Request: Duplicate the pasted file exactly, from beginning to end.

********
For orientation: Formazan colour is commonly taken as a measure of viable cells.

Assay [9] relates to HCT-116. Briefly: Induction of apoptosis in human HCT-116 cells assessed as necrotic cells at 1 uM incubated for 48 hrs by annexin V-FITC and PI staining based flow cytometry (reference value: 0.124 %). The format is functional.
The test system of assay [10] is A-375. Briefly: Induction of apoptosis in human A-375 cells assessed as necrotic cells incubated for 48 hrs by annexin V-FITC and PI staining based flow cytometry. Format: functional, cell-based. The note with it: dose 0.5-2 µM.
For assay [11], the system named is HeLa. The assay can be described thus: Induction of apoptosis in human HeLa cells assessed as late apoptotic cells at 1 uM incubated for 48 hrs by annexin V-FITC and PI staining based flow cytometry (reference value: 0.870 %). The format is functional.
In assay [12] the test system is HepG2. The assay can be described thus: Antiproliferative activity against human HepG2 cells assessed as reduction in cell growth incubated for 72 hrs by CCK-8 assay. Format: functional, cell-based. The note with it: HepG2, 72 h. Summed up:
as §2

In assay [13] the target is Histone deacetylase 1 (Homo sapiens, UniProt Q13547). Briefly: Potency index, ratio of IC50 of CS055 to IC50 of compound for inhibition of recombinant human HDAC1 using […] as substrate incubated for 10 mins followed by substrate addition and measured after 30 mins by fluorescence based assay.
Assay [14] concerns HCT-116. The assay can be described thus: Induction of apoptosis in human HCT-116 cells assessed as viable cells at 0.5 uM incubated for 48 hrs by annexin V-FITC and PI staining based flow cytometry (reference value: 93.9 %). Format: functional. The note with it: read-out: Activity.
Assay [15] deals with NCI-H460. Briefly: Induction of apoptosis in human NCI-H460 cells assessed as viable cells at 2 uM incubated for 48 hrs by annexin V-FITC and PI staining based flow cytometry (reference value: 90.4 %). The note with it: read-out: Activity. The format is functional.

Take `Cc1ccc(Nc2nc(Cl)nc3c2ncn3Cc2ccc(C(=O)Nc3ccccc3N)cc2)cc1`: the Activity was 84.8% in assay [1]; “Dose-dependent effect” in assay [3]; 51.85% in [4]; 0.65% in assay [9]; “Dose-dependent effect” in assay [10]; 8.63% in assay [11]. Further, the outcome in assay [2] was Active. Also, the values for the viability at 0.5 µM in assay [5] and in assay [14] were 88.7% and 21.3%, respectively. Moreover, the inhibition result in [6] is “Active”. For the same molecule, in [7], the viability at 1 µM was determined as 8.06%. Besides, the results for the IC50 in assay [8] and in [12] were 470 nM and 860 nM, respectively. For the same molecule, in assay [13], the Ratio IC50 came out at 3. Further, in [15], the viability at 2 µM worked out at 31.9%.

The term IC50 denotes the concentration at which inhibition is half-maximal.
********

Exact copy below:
For orientation: Formazan colour is commonly taken as a measure of viable cells.

Assay [9] relates to HCT-116. Briefly: Induction of apoptosis in human HCT-116 cells assessed as necrotic cells at 1 uM incubated for 48 hrs by annexin V-FITC and PI staining based flow cytometry (reference value: 0.124 %). The format is functional.
The test system of assay [10] is A-375. Briefly: Induction of apoptosis in human A-375 cells assessed as necrotic cells incubated for 48 hrs by annexin V-FITC and PI staining based flow cytometry. Format: functional, cell-based. The note with it: dose 0.5-2 µM.
For assay [11], the system named is HeLa. The assay can be described thus: Induction of apoptosis in human HeLa cells assessed as late apoptotic cells at 1 uM incubated for 48 hrs by annexin V-FITC and PI staining based flow cytometry (reference value: 0.870 %). The format is functional.
In assay [12] the test system is HepG2. The assay can be described thus: Antiproliferative activity against human HepG2 cells assessed as reduction in cell growth incubated for 72 hrs by CCK-8 assay. Format: functional, cell-based. The note with it: HepG2, 72 h. Summed up:
as §2

In assay [13] the target is Histone deacetylase 1 (Homo sapiens, UniProt Q13547). Briefly: Potency index, ratio of IC50 of CS055 to IC50 of compound for inhibition of recombinant human HDAC1 using […] as substrate incubated for 10 mins followed by substrate addition and measured after 30 mins by fluorescence based assay.
Assay [14] concerns HCT-116. The assay can be described thus: Induction of apoptosis in human HCT-116 cells assessed as viable cells at 0.5 uM incubated for 48 hrs by annexin V-FITC and PI staining based flow cytometry (reference value: 93.9 %). Format: functional. The note with it: read-out: Activity.
Assay [15] deals with NCI-H460. Briefly: Induction of apoptosis in human NCI-H460 cells assessed as viable cells at 2 uM incubated for 48 hrs by annexin V-FITC and PI staining based flow cytometry (reference value: 90.4 %). The note with it: read-out: Activity. The format is functional.

Take `Cc1ccc(Nc2nc(Cl)nc3c2ncn3Cc2ccc(C(=O)Nc3ccccc3N)cc2)cc1`: the Activity was 84.8% in assay [1]; “Dose-dependent effect” in assay [3]; 51.85% in [4]; 0.65% in assay [9]; “Dose-dependent effect” in assay [10]; 8.63% in assay [11]. Further, the outcome in assay [2] was Active. Also, the values for the viability at 0.5 µM in assay [5] and in assay [14] were 88.7% and 21.3%, respectively. Moreover, the inhibition result in [6] is “Active”. For the same molecule, in [7], the viability at 1 µM was determined as 8.06%. Besides, the results for the IC50 in assay [8] and in [12] were 470 nM and 860 nM, respectively. For the same molecule, in assay [13], the Ratio IC50 came out at 3. Further, in [15], the viability at 2 µM worked out at 31.9%.

The term IC50 denotes the concentration at which inhibition is half-maximal.